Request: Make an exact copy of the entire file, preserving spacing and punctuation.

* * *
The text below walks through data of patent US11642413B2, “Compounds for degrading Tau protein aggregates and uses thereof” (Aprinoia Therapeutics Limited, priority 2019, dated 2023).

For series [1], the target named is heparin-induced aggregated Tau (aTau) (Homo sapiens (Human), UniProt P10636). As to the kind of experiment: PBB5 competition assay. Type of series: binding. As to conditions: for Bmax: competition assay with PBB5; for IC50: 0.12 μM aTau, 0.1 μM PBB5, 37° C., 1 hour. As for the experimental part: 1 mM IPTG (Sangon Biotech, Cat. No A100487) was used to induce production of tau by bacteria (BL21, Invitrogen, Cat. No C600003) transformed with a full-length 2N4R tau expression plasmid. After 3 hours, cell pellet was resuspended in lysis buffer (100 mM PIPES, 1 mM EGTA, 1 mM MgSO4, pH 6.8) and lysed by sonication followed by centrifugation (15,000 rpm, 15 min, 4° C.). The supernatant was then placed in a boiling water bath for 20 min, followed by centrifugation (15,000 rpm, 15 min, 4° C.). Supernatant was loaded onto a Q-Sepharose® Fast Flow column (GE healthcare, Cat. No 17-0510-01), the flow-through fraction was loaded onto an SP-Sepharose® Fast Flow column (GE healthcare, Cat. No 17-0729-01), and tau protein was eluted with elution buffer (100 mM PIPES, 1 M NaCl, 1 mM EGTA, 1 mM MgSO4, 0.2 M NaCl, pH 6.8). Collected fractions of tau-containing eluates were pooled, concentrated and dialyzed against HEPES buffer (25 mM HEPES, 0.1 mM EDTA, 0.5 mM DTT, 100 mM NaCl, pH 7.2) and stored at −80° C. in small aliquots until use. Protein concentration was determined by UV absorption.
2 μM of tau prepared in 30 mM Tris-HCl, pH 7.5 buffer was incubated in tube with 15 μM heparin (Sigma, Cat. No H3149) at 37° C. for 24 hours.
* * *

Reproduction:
The text below walks through data of patent US11642413B2, “Compounds for degrading Tau protein aggregates and uses thereof” (Aprinoia Therapeutics Limited, priority 2019, dated 2023).

For series [1], the target named is heparin-induced aggregated Tau (aTau) (Homo sapiens (Human), UniProt P10636). As to the kind of experiment: PBB5 competition assay. Type of series: binding. As to conditions: for Bmax: competition assay with PBB5; for IC50: 0.12 μM aTau, 0.1 μM PBB5, 37° C., 1 hour. As for the experimental part: 1 mM IPTG (Sangon Biotech, Cat. No A100487) was used to induce production of tau by bacteria (BL21, Invitrogen, Cat. No C600003) transformed with a full-length 2N4R tau expression plasmid. After 3 hours, cell pellet was resuspended in lysis buffer (100 mM PIPES, 1 mM EGTA, 1 mM MgSO4, pH 6.8) and lysed by sonication followed by centrifugation (15,000 rpm, 15 min, 4° C.). The supernatant was then placed in a boiling water bath for 20 min, followed by centrifugation (15,000 rpm, 15 min, 4° C.). Supernatant was loaded onto a Q-Sepharose® Fast Flow column (GE healthcare, Cat. No 17-0510-01), the flow-through fraction was loaded onto an SP-Sepharose® Fast Flow column (GE healthcare, Cat. No 17-0729-01), and tau protein was eluted with elution buffer (100 mM PIPES, 1 M NaCl, 1 mM EGTA, 1 mM MgSO4, 0.2 M NaCl, pH 6.8). Collected fractions of tau-containing eluates were pooled, concentrated and dialyzed against HEPES buffer (25 mM HEPES, 0.1 mM EDTA, 0.5 mM DTT, 100 mM NaCl, pH 7.2) and stored at −80° C. in small aliquots until use. Protein concentration was determined by UV absorption.
2 μM of tau prepared in 30 mM Tris-HCl, pH 7.5 buffer was incubated in tube with 15 μM heparin (Sigma, Cat. No H3149) at 37° C. for 24 hours.